February 2009 Archives

February 28, 2009

Immigration Background Check Delays - New Policy Affecting I-485 and -601 Applications

US Citizenship and Immigration Service (USCIS) announced today background check policy update affecting adjustment of status and waivers of inadmissibility cases delayed by long-pending background checks.  While USCIS has not changed its national security requirements, they did modify their existing guidance for some procedures that will affect the detention and removal of people.   

USCIS reported that nearly 50,000 applications for permanent residence are approvable but just awaiting an FBI name check which has taken more than 180 days.  Applicants with long pending cases can contact the USCIS through the 1-800-customer service number (1-800-375-5283) or make an INFOPASS appointment to visit their local CIS office.  The USCIS press release states that they will begin prioritizing these long delayed cases, requesting additional definitive FBI fingerprint checks.  Applicants who are unable to go to an INFOPASS appointment may also hire an immigration visa attorney to conduct the status check for them.

For many people awaiting final adjudication of their petitions, expect that USCIS may contact you to request that your fingerprints be taken again at a local application support center.  Keep in mind that the Department of Homeland Security may initiate removal proceedings if negative information is received through an adverse background check.

February 27, 2009

US Military Will Allow Enlistment of Some Foreign Nationals


Some Fong & Chun immigration law clients have asked about the possibility of serving in the US armed forces.  Attorneys at Fong & Chun contacted military recruiters in Los Angeles.

The US Department of Defense (DOD) began a pilot program in December 2008 to recruit up to 1,000 nonimmigrant aliens in the next 12 months.  DOD has taken this step to permit enlistment of certain people who have skills which are critical to the US.  The critical skills are within the medical field and foreign languages.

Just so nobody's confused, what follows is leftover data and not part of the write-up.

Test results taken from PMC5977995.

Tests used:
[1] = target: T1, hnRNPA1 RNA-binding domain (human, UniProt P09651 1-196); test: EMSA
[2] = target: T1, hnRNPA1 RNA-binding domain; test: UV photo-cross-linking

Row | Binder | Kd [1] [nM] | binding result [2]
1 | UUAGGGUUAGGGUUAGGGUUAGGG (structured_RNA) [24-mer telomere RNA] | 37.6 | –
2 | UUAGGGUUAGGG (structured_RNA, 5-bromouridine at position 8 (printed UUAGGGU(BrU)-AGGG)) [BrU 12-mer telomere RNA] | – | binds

If you wish to enlist, you must be in one of the following categories: asylee, refugee, temporary protected status (TPS).  Also, E, F, H, I, J, K, L, M, O, P, Q, R, S, T, TC, TD, TN, U, or V nonimmigrants are eligible.  An eligible recruit: (a) must not have had any single absence from the US of more than 90 days during the two-year period preceding enlistment, (b) must have been in valid status in one of these categories for at least two years immediately prior to enlistment (but it does not have to be the same category for the entire period), and (c) in the medical category, the recruit must fill medical specialities where the armed forces have a shortfall, and (d) in the language category, the recruit must possess specific language and culture capabilities in a language critical to DOD.

Nonimmigrants who serve in the US military during a time of war are eligible for accelerated citizenship.

Please contact us if you have questions.  --jcf